BialystockandBloom Sat 06-Aug-11 13:45:31

As I understand it, a Statement would not be enforcable in a private school, as the school is accountable to its board of governors, not the state.

If the school is suitable and supportive, they might be willing to provide the support specified in the statement through their own funds. But they are under no obligation to.

As pp have said, it is unlikely they will provide any external support (SALT, OT etc) specified on the statement. But if it's a TA they'll probably be glad of additional help (like any school would be).

The only other option is to have a private school specified in a statement, and have the LA pay for it. This is pretty hard to achieve - there would have to be a pretty solid argument that the school is the only one that can meet the child's needs.

We have just had to make exactly this decision: ds (asd) starts reception in September, and had the choice of a fantastic prep or the good state school of our choice. We reluctantly went with state school in the end, partly to save money, but also (more importantly) although the private school could not have been more lovely and welcoming, ds's statement is for 25 hours per week, and they would not commit to providing this in full (and we would probably have paid for much of it anyway as we wanted ABA support).

It might have worked out ok but as they were under no obligation to meet his statement we couldn't take the risk.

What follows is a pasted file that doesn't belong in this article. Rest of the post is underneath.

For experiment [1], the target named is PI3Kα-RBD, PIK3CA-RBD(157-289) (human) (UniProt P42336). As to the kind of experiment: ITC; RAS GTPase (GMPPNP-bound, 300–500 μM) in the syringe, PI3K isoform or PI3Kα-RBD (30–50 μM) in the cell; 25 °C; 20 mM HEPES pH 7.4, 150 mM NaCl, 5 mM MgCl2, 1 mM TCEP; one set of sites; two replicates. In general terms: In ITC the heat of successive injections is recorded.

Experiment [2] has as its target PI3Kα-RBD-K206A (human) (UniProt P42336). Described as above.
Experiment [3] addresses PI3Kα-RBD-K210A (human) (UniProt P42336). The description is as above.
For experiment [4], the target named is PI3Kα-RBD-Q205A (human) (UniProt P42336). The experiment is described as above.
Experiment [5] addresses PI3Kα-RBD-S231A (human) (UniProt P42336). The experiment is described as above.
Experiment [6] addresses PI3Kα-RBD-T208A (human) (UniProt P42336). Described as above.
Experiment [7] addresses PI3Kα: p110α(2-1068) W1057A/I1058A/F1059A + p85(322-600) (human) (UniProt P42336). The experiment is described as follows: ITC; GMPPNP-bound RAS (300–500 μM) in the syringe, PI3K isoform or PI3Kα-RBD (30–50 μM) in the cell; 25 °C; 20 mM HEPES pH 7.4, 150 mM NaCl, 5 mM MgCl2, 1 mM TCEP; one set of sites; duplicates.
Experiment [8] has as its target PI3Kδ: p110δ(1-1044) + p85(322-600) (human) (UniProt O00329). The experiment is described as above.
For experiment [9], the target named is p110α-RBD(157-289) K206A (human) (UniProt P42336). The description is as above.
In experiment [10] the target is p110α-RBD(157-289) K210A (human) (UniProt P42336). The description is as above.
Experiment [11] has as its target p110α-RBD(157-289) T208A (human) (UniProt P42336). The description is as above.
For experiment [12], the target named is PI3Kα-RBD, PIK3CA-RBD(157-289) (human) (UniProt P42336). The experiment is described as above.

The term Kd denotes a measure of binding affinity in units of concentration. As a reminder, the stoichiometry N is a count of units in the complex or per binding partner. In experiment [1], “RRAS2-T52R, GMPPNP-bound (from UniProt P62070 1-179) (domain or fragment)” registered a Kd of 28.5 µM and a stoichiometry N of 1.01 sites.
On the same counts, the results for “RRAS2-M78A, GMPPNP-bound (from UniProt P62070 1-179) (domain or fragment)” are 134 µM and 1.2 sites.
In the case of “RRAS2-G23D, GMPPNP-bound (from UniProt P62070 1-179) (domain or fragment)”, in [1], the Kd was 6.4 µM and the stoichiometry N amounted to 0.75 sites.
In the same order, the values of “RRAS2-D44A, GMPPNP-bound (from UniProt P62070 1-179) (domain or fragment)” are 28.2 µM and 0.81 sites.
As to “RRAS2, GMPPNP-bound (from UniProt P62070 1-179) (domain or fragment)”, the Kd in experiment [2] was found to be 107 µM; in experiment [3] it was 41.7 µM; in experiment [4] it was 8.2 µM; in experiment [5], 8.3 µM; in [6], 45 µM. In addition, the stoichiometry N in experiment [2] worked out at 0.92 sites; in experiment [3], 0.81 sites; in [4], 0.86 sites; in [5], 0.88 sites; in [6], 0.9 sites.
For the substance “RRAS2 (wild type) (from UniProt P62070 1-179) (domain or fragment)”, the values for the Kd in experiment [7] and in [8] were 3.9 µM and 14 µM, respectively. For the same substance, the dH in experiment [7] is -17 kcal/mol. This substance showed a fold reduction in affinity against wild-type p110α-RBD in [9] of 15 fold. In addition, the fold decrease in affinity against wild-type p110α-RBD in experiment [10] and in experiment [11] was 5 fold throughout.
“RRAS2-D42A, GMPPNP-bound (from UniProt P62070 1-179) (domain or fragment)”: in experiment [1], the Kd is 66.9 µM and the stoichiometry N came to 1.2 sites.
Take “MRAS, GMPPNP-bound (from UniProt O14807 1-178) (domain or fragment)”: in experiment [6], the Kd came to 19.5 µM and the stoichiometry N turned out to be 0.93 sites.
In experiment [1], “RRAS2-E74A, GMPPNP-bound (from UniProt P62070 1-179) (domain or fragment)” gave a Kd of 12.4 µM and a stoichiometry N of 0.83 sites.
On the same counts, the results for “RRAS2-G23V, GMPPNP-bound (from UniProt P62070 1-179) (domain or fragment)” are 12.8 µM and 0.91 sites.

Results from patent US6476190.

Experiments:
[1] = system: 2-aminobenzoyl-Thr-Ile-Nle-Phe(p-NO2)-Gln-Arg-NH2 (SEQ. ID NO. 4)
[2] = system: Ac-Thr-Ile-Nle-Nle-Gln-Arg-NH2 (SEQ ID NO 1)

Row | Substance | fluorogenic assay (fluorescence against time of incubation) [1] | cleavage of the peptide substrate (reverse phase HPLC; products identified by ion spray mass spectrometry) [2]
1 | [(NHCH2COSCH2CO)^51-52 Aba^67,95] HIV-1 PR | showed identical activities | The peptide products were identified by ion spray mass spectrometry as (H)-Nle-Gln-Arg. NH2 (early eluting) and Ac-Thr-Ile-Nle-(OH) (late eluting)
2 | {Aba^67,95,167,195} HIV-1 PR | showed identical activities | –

What matters most is the suitability of the school and that ds gets the support he needs. No point in being in a fantastic school with small classes if he is sitting in a corner on his own not participating.

dixiechick1975 Sun 07-Aug-11 01:25:05

DD has a physical disability and has just finished reception in a private school.

LA's position seems to be they are absolved of all responsibility as we have chosen to send her to a private school.

Yet they were involved when DD was in private nursery?

Fortunately DD has had a fabulous year.

With pushing from us LA have been into see DD once in the academic year and we had an end of year meeting with a rep from the LA. Waiting to see if they will agree to attend a meeting end of yr 1 aswell. Absolutely nothing else from LA. DD doesn't need it (small class size is the answer for her) but I fought so hard to get her into the system I do want to remain on radar in case of issues in future.